I recently read a book called Crucial Conversations. In the chapter called “Move to Action,” the authors describe how to identify potential participants in a decision.
The authors recommend asking four questions:
Who cares? Who has a vested interest in the subject matter of your crowdsourcing campaign? Those people are potential candidates for involvement in the decisions around which ideas to advance.
Who knows? These are your subject matter experts.
Who must agree? These are your influencers or those with decision-making authority at your organization.
How many people? Finally, the authors recommend taking into consideration how many of these candidates for participation you can involved in a practical way, without burying the decision in tremendous complexity and inefficiency. I pivoted off this, because software can help you overcome the challenges that would usually bog down group decisions. A software solution allows you to efficiently gather and synthesize diverse opinions into a single decision. We will dive a deeper into how software allows you to make collective decisions efficiently a little bit later.
But for now, I would like to offer an alternative way to frame the fourth question…Instead of asking how many people can participate efficiently, ask yourself:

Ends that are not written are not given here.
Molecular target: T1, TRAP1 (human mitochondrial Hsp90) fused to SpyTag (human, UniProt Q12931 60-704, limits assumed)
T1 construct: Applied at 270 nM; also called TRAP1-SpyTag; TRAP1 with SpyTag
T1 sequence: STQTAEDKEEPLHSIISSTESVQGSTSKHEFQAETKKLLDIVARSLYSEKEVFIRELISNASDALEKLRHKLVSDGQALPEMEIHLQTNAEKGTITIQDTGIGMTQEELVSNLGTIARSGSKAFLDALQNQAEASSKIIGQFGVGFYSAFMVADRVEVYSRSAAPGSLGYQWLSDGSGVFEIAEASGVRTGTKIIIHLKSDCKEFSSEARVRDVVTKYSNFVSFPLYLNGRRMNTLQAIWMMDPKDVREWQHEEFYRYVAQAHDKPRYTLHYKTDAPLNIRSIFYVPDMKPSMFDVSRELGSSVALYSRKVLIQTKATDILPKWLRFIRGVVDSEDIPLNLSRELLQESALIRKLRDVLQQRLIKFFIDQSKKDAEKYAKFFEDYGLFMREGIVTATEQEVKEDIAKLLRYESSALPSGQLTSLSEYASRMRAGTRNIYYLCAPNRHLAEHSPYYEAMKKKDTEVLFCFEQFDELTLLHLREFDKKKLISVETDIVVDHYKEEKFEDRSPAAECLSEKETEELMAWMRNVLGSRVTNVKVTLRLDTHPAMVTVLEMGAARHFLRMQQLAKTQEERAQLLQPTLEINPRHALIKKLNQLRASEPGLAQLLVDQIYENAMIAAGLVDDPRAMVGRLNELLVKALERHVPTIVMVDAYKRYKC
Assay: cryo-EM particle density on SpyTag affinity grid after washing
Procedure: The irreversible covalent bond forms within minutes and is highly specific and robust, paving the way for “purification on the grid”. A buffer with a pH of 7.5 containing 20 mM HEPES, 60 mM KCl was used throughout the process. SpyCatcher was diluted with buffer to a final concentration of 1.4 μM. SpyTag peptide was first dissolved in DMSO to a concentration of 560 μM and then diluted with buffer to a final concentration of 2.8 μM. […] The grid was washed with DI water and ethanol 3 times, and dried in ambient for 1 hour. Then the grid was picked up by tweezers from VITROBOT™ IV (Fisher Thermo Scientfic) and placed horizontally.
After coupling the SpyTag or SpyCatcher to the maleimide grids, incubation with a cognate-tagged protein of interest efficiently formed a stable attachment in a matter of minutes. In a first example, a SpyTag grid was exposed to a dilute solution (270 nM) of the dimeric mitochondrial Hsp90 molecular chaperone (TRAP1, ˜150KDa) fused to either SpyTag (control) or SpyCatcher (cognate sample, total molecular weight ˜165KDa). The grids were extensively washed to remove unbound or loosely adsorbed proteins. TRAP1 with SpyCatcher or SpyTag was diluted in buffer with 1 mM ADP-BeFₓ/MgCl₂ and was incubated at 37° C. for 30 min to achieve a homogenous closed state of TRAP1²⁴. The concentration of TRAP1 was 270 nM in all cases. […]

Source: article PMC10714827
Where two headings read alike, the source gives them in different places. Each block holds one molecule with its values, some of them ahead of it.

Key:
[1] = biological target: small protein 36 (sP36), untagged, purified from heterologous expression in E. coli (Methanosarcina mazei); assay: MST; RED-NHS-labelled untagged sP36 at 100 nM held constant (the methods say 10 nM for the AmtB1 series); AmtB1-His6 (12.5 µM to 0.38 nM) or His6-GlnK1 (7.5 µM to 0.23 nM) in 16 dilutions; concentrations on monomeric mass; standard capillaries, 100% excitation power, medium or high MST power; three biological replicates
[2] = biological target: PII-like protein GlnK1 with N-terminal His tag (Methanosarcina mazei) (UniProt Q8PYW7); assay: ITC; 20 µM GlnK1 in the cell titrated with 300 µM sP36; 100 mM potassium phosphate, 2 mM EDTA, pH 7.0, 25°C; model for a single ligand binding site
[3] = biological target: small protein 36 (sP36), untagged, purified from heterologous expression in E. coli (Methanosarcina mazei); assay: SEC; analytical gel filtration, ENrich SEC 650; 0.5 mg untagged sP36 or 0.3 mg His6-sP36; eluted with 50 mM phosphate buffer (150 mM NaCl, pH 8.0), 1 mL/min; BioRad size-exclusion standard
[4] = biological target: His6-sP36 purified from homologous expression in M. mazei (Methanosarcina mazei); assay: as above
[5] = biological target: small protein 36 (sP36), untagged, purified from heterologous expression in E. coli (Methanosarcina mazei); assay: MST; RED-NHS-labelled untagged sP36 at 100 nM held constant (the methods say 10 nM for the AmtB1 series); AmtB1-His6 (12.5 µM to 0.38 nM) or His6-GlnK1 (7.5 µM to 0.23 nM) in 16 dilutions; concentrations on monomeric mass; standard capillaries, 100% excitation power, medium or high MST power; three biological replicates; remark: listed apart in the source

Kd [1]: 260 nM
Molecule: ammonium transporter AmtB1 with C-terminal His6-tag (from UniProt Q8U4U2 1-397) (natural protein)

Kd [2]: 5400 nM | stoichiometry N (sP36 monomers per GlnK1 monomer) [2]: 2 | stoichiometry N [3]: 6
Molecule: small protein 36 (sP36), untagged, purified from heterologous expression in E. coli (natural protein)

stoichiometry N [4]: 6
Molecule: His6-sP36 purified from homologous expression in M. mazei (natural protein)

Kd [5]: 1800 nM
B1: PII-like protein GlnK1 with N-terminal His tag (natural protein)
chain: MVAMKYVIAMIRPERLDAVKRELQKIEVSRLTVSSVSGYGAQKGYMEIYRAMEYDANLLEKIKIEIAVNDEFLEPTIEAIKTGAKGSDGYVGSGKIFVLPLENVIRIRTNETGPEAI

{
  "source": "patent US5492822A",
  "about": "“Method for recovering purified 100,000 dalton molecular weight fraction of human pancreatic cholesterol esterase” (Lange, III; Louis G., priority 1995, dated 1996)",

How and when will they participate? Of those people who I wish to engage in decisions, how can I engage them efficiently? And WHEN is the appropriate time to engage them?
Once you map out who cares, who know, and who must agree, you might not include each of these people in the decision-making process in the exact same way or at the exact same time, but you can use software to develop an inclusive yet efficient system. Check out this blog on decision-making and this one on execution. For the full story on implementation, watch our 20 min webinar.
This blog post is part of a series authored by IdeaScale employees. It showcases how they’re thinking about crowdsourcing and innovation as part of their daily routine. Feel free to ask questions or make comments.
This post is by Whitney Bernstein, Innovation Strategist at IdeaScale